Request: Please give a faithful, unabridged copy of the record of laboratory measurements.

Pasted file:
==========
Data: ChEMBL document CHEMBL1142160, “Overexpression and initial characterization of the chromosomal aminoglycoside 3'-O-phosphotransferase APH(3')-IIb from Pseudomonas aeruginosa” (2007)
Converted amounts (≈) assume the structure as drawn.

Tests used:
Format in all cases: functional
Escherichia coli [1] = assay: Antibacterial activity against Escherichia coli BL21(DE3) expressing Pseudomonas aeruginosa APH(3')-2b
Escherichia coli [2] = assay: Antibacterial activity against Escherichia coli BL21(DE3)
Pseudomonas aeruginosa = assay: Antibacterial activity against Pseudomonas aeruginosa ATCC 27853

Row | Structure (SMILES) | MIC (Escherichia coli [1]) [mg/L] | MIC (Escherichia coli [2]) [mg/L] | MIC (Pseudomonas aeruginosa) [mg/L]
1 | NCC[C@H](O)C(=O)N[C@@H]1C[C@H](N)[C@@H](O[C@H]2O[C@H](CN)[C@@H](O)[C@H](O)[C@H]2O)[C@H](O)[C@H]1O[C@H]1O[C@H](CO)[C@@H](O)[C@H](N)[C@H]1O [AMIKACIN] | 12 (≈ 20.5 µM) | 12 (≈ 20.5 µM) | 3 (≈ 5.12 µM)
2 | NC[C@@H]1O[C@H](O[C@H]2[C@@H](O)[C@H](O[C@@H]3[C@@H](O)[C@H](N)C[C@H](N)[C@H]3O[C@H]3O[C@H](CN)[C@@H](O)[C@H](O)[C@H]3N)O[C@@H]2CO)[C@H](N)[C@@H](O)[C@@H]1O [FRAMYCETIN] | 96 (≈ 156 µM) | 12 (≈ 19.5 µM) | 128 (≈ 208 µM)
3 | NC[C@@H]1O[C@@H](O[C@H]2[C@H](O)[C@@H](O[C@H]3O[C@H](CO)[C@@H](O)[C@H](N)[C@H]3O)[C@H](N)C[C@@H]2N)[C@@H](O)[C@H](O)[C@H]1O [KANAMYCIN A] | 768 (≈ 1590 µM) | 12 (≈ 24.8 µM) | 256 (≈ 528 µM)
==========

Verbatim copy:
Data: ChEMBL document CHEMBL1142160, “Overexpression and initial characterization of the chromosomal aminoglycoside 3'-O-phosphotransferase APH(3')-IIb from Pseudomonas aeruginosa” (2007)
Converted amounts (≈) assume the structure as drawn.

Tests used:
Format in all cases: functional
Escherichia coli [1] = assay: Antibacterial activity against Escherichia coli BL21(DE3) expressing Pseudomonas aeruginosa APH(3')-2b
Escherichia coli [2] = assay: Antibacterial activity against Escherichia coli BL21(DE3)
Pseudomonas aeruginosa = assay: Antibacterial activity against Pseudomonas aeruginosa ATCC 27853

Row | Structure (SMILES) | MIC (Escherichia coli [1]) [mg/L] | MIC (Escherichia coli [2]) [mg/L] | MIC (Pseudomonas aeruginosa) [mg/L]
1 | NCC[C@H](O)C(=O)N[C@@H]1C[C@H](N)[C@@H](O[C@H]2O[C@H](CN)[C@@H](O)[C@H](O)[C@H]2O)[C@H](O)[C@H]1O[C@H]1O[C@H](CO)[C@@H](O)[C@H](N)[C@H]1O [AMIKACIN] | 12 (≈ 20.5 µM) | 12 (≈ 20.5 µM) | 3 (≈ 5.12 µM)
2 | NC[C@@H]1O[C@H](O[C@H]2[C@@H](O)[C@H](O[C@@H]3[C@@H](O)[C@H](N)C[C@H](N)[C@H]3O[C@H]3O[C@H](CN)[C@@H](O)[C@H](O)[C@H]3N)O[C@@H]2CO)[C@H](N)[C@@H](O)[C@@H]1O [FRAMYCETIN] | 96 (≈ 156 µM) | 12 (≈ 19.5 µM) | 128 (≈ 208 µM)
3 | NC[C@@H]1O[C@@H](O[C@H]2[C@H](O)[C@@H](O[C@H]3O[C@H](CO)[C@@H](O)[C@H](N)[C@H]3O)[C@H](N)C[C@@H]2N)[C@@H](O)[C@H](O)[C@H]1O [KANAMYCIN A] | 768 (≈ 1590 µM) | 12 (≈ 24.8 µM) | 256 (≈ 528 µM)